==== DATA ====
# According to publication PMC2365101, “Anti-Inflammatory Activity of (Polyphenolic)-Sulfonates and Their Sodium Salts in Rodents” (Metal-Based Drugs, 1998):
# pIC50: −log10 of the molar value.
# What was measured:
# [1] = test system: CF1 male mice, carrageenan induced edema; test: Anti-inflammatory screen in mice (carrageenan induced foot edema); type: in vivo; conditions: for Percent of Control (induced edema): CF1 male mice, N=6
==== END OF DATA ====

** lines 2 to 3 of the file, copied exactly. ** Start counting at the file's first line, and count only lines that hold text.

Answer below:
# pIC50: −log10 of the molar value.
# What was measured: